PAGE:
Including a foreword by famed semiologist Jean-Jacques Nattiez, who was for years a close collaborator and friend of the composer, this edition is also enriched by an illuminating preface by Jonathan Goldman. With a masterful translation retaining Boulez’s fierce convictions, cutting opinions, and signature wit, Music Lessons will be an essential and entertaining volume.
Tone Psychology (Tonpsychologie) by Carl Stumpf (1885), translated and edited by Robin D. Rollinger. Volume 1: The Sensation of Successive Single Tones was published on 20 September 2019 by Routledge
(368 pages, 20 B/W illustrations, ISBN 9781472435231; also available as an e-book. Volume 2 is currently in preparation).
The subject of Volume I is the sensation of successive single tones. Stumpf demonstrates that analysis leads to the realisation of a plurality (is there only one tone or are there several tones?), which is then followed by a comparison: an increase may be observed (one tone is higher than the other) or a similarity may be realised (both tones have the same pitch or the same loudness). With almost mathematical stringency, Stumpf developed a topology of tones. Volume II deals with the sensation of two simultaneous tones (musical intervals). The books are stimulating, rewarding and provocative and will appeal to music psychologists, music theorists, general psychologists, philosophers, epistemologists and neuroscientists.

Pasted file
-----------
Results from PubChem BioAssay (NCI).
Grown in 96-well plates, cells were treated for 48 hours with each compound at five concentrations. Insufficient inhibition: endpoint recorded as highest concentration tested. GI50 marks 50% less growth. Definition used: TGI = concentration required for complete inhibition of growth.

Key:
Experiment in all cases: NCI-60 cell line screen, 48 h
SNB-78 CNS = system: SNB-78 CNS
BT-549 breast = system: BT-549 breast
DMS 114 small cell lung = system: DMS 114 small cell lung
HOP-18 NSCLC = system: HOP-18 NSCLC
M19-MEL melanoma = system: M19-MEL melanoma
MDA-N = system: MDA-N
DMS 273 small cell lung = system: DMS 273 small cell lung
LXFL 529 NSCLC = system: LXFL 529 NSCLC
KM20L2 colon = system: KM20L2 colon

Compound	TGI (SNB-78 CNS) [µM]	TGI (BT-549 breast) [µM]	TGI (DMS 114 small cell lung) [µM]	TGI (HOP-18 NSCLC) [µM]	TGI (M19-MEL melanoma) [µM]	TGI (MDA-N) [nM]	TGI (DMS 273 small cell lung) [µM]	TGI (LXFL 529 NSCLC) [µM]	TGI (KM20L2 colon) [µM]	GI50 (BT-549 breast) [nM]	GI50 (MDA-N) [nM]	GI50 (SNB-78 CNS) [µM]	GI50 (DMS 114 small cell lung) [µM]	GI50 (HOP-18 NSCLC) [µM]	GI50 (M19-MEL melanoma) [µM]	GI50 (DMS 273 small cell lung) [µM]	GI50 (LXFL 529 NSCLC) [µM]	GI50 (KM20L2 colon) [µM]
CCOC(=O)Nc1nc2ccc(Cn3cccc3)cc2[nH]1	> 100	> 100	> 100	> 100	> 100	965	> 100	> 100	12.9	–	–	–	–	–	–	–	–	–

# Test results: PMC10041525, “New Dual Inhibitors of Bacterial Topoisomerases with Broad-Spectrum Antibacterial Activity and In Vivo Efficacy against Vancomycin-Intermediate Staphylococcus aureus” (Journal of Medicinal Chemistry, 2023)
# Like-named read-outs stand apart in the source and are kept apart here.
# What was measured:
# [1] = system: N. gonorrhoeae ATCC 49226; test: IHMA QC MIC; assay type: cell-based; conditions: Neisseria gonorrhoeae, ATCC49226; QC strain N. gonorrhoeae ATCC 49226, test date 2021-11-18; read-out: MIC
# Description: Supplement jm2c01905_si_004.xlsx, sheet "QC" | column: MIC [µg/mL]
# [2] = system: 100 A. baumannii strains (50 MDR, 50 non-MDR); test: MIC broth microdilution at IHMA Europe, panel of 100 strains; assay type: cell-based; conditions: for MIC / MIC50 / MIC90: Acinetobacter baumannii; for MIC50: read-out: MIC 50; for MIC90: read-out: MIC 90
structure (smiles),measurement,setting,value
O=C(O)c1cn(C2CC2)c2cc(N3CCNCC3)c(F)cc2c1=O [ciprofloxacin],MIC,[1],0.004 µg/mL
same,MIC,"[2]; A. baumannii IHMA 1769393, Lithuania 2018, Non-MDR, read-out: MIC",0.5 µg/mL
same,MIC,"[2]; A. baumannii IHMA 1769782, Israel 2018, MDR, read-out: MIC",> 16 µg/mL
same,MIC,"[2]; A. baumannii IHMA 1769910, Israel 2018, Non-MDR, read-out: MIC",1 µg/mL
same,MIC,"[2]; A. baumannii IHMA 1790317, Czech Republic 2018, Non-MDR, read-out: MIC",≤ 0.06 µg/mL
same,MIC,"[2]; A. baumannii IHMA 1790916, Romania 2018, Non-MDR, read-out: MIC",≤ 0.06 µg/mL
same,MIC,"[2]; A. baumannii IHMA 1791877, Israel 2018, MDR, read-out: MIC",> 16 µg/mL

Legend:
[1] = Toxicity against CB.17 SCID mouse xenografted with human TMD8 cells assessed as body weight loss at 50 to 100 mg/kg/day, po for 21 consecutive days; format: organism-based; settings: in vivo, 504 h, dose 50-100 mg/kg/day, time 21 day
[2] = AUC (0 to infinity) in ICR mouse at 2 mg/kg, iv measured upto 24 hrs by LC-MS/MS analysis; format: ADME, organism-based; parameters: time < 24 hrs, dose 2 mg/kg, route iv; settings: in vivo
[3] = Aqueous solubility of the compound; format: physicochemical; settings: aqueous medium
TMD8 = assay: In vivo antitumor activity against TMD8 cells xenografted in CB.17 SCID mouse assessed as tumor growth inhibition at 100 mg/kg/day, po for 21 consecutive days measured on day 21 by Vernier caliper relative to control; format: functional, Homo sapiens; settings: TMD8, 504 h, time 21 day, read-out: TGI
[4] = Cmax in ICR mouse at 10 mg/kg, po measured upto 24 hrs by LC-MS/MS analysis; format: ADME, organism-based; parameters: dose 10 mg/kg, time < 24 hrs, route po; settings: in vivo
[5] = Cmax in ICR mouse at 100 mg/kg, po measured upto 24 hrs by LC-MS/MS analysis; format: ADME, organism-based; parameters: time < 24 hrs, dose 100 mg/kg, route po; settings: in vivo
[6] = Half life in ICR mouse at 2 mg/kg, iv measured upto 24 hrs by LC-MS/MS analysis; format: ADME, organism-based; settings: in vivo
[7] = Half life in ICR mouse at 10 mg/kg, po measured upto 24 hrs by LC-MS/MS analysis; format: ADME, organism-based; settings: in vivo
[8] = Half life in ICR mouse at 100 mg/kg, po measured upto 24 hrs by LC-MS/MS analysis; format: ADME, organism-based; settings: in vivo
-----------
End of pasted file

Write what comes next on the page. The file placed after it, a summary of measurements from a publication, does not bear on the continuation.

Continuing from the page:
Book Review in Musicae Scientiae
Carl Stumpf, Tone Psychology: Volume I, The Sensation of Successive Single Tones
Robert O Gjerdingen
Published: 7th May 2020
The fourth is The Origin of Musical Instruments (Origine des Instruments de Musique) by André Schaeffner (1936), translated and edited by Rachelle Taylor, Ariadne Lih and Emelyn Lih, and published by Routledge on 27 February 2020 (418 pages, 103 B/W illustrations, ISBN 9781472463999; also available in paperback and as an e-book).
Almost 80 years after its first publication, the scientific relevance and influence of Schaeffner’s primary hypothesis—that the origins of music can be traced to the human body through gesture, dance and the movements in the use of musical instruments and their ancestor tools—remains pertinent in fields which have returned to informed speculative and empirical research on the origins of music.
This first English edition is accompanied by editorial footnotes and introductory texts, and the influence of Schaeffner’s thought on several generations of musicologists makes his work an essential piece of reading for ethnomusicologists, music psychologists, organologists and musicologists interested in the history of their field.